[released - pH]

  16. BTW afreal, 50% of the people in Congress are millionaires compared with 1% of the general population who are. EAT THE RICH! After all, when one works his ass off to create wealth, jobs, take care of his family, provide tax revenue, prepare for his retirement and pay his own bills he has no standing next to the Noble Poor. Ask Perry. It’s the poor man who is the engine of our economic growth not the rich man. Perry will tell you, there is too much money at the top. He never stops to think if we take all the wealth from the top ten percentile, the the second ten percentile becomes the New top ten. Then what do we do, eat them too?

    Let the Revolution begin! I’ll be in Bermuda, call me when it’s over.

  17. “We see this all over American campuses where speech codes say “it doesn’t matter your intent — it only matters how someone may perceive it.””

    Assuming that is true, you make a good point Hube! In your own experience, it was true, as I recall your writing about it previously.

    I go back to the point made earlier, that Canadians in general do not like hate speech. This then acts as an inhibitor which does not depend on any speech codes or laws. This should be our approach.

  18. “Of course you did. Because for all your blather about “gap briding,” “coming together,” and nonsense like that, you’re nothing but the dogmatic peon you call everyone else but yourself.

    The biggest and irrefutable aspect of Hill’s lying was that she followed Thomas from job to job.”

    Sorry Hube, but I’ve called no one a “dogmatic peon”, though I have used the word “absolutist”, which is absolutely true! :)

    On gap bridging, it is pretty hard to make any headway when dealing with absolutists and dogmatic peons!

    Regarding Anita Hill’s following Thomas from job to job, that is not evidence of lying. Women have been putting up with the Thomas kind of alleged behavior forever, yet extenuating circumstances cause them to tolerate it anyway.

    I gave you a link to corroborating testimony, but apparently that does not matter to you.

    My impression gleaned from listening and watching Anita Hill’s live testimony came well before I realized what an oaf that Thomas actually is. Now I am more inclined than ever to believe her!

    Moreover, please explain to me how Thomas can function as an effective Justice if he never asks questions during hearings? This is a very strange man indeed, in more ways than one, in my view!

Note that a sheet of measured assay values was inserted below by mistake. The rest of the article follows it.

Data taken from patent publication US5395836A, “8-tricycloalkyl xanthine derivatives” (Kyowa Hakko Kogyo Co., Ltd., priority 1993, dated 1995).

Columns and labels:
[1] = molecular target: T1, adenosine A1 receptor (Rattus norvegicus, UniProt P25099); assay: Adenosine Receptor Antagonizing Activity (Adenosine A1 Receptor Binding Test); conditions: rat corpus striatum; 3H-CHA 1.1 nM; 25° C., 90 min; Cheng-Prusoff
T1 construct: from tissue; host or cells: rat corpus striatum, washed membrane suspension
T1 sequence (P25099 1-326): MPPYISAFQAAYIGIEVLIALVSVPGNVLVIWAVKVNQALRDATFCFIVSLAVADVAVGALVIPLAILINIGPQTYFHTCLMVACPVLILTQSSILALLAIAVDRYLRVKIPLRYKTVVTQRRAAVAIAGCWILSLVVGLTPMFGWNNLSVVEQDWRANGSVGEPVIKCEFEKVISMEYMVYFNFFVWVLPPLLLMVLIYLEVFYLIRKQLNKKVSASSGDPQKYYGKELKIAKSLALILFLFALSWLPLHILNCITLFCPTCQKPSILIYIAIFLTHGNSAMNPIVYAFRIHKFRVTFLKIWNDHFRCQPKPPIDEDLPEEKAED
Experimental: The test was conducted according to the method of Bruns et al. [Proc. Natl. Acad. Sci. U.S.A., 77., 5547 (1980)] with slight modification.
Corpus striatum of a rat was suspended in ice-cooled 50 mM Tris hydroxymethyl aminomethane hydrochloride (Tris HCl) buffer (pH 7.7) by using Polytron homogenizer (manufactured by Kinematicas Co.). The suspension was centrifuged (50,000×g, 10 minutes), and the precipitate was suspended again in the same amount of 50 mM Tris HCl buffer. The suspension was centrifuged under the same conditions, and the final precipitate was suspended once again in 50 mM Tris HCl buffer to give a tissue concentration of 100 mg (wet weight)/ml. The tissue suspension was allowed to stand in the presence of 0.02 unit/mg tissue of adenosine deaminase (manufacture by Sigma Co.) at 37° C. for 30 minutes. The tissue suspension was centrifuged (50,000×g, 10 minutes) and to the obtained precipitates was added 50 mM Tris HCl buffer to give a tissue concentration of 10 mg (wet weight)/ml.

19. Perry, as much as I don’t like Justice Thomas’ jurisprudence, I think the “but he never asks questions” trope is kinda silly.

    95% of the work of making a decision is done before oral arguments. Judges read the briefs presented by both sides and the amici. They then think about the arguments raised. To the extent there are differing characterizations of precedent in opposing briefs, they either remember the cases and already have their own opinions, or they can read the precedent and think about them.

    Oral arguments essentially serve four purposes:

    (a) to explore the outer limits of a line of reasoning – to force the lawyers in question to distinguish the case at bar from the reductio ad absurdum of their reasoning. this is important because that distinction is going to have to be made at some point, if the court adopts the reasoning put forward. (this is probably what killed the government argument in citizens’ united, to be honest). This is irrelevant for Justice Thomas because, as far as I can tell, he’s usually willing to go to the reductio ad absurdum in any theory or argument he believes in.

    (b) to manipulate the arguing attorneys in order to make points that may or may not persuade the other justices. I suspect that Justice Thomas thinks this is pointless and ineffective.

    (c) to look for matters of fact not in the record. this isn’t the normal case, but it isn’t rare, from what i can tell.

    (d) in very rare cases, to answer questions which aren’t the reductio ad absurdum case or the fact case and are legitimately unclear after looking at precedent and the arguments placed in the briefs.

    In both (c) or (d), if you wait long enough, one of the other justices is going to ask it.

  20. Perry wrote:

    Moreover, please explain to me how Thomas can function as an effective Justice if he never asks questions during hearings? This is a very strange man indeed, in more ways than one, in my view!

    Perhaps he doesn’t need to. After all, the man reads the legal briefs, and listens to the oral arguments. The few of his decisions that I have read were concise and to the point.

    One of the best dissents I’ve ever read was Justice Thomas dissent in Lawrence v Texas. He said that the law under inquiry was a stupid law, and that were he in the Texas legislature, he’d have voted against it, but that, as a judge, it wasn’t his function to invalidate a law just because it was stupid, that it has to actually be unconstitutional for him to do that. That’s exactly the type of Justice we need.

  21. My impression gleaned from listening and watching Anita Hill’s live testimony came well before I realized what an oaf that Thomas actually is.

    Overt racism at its finest!